14. 14. New Product Development Integrate R&D, marketing and Production Ensure: – Product development driven by customer needs – New products can be manufactured efficiently/effectively – Time to market is minimized Plan clearly: goals, milestones, budgets
  15. 15. New Product Development Use cross-functional, multinationally diverse teams Span: initial concept development to market introduction Team composition critical – Assign heavyweight project manager  High status in organization; high power and authority  Dedicated to fullest possible extent to project – Team should have representative from each function Physical co-location – When appropriate? – Build team culture – Communication and conflict resolution processes
  16. 16. Strategic AnalysisWhy do organizations decide to enter international business? Passive entry: Follow customers overseas Respond to enquiries from overseas Competition is in overseas markets Seek profitable growth Sell capacity “as is”
  17. 17. Strategic Analysis Eventually one or more of key distributors become a candidate for acquisition (FDI) Foreign regional development organizations actively recruit FDI Competitive pressures force examination of local assembly or production nearer to key international markets Major international customers demand local support
  18. 18. Strategic Analysis Organization acquires companies that are complimentary to existing businesses Continued growth requires regional management, development, distribution, technical and customer support
  19. 19. Strategic Analysis Issues involved in conducting international business become “significant” Demands for organization’s resources increases:  Management  Cash  Product adaptation or unique development  Customer support
  20. 20. Strategic Analysis Eventually, these demands force theactive planning of international business bythe organization – Active strategy
  21. 21. Strategic Analysis SWOT Strengthand Weaknesses – decisions made and controlled by management Opportunities and Threats – business environment – events that are likely to occur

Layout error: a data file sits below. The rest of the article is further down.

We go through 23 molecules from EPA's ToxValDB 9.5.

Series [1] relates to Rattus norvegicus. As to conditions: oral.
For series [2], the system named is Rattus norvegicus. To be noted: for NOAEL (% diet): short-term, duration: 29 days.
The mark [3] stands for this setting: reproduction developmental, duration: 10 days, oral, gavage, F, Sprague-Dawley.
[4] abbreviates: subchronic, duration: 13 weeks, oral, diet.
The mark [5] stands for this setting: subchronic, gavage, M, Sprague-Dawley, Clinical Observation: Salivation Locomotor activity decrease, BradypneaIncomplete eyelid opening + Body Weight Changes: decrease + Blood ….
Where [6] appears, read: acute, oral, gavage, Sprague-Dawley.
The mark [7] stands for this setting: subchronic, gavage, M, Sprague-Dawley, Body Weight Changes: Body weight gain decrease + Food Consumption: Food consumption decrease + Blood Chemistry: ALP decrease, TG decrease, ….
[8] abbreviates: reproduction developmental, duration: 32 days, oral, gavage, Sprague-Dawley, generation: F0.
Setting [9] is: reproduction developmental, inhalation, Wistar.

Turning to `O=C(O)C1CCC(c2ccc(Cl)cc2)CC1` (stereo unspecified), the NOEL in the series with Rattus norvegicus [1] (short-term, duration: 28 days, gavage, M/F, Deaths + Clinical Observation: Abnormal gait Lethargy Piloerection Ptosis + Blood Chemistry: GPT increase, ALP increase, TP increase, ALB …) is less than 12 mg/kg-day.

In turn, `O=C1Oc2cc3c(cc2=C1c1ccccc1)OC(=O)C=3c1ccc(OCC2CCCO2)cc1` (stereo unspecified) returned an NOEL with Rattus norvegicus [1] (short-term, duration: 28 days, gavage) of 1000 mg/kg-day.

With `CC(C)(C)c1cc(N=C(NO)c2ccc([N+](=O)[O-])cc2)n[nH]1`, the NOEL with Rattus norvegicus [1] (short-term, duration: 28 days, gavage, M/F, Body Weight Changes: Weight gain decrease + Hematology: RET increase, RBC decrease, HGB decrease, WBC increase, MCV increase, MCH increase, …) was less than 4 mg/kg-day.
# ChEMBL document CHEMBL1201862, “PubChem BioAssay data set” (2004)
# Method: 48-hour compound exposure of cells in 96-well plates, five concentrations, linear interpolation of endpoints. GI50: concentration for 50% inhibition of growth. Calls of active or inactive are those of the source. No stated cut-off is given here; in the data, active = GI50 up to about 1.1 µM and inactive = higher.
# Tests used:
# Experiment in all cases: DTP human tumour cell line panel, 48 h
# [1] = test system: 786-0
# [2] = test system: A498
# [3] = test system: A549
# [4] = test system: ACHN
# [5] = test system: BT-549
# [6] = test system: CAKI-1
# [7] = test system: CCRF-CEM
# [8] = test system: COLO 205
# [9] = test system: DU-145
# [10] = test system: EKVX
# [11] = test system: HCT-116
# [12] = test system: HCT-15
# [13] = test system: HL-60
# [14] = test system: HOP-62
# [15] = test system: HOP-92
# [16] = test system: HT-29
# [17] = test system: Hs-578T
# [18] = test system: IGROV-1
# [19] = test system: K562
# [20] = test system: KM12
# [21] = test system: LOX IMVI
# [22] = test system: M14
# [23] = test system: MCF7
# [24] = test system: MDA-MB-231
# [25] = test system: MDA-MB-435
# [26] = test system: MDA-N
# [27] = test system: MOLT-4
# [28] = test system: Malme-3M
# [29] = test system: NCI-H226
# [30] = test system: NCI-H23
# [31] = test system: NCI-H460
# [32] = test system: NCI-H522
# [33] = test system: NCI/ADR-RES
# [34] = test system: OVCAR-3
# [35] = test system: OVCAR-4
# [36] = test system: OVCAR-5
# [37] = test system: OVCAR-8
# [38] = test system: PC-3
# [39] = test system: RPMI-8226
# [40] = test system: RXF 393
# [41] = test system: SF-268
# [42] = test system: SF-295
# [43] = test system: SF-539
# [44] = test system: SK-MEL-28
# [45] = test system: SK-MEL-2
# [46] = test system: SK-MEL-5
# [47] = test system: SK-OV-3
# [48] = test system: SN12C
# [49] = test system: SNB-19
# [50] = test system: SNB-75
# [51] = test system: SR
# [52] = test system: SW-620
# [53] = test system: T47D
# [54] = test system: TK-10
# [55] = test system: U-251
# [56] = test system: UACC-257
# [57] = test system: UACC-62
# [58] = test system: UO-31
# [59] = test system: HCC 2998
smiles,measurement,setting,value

22. 22. Marketing Mix (4 Ps) Product Promotion Pricing Place (Distribution) – the most important for international business entry
  23. 23. Marketing Mix (4 Ps) Place (Distribution) – the most important for international business entry:  Incoterms determine where title to goods changes  Transportation to international freight carrier, freight, insurance, documentation, customs clearance, local transportation, logistic management “in the market”, currency risk
  24. 24. Marketing Mix (4 Ps) Product – usually controlled by the exporter, initially the least impacted element of the marketing mix However, “localization” often required: approvals and certificates packaging & labeling measures, etc
  25. 25. Marketing Mix (4 Ps) Promotion – success at home leads to interest from potential importers, licensors, joint venture partners Local knowledge essential on initial entries:  Integrated market communication  Trade and consumer sales promotion  Sales management  Trade shows
  26. 26. Marketing Mix (4 Ps) Pricing : What tasks need to be performed to get the product from place of manufacture to foreign customers? The remainder of the marketing mix needs to be determined in order to set prices
  27. 27. Export Pricing Policy Issues Channel length: longer channels than domestic markets, may drive up end user prices Price influence: distribution partners negotiate for the lowest possible “landed cost” Price-setting authority: How much pricing authority should be given to distributors or to subsidiaries?
  28. 28. Dumping WTO: Sale of an imported product at ‘less than fair value’ and causes ‘material injury to a domestic industry’. US: An unfair trade practice that results in injury, destruction, or the prevention of the establishment of an American industry. US considers dumping when price is >5% below home market price or, Price is below cost of production
  29. 29. Grey Marketing Grey (or parallel marketing) Products are imported outside of the established distribution channel – undercutting the authorized channel pricing Usually results from high imported prices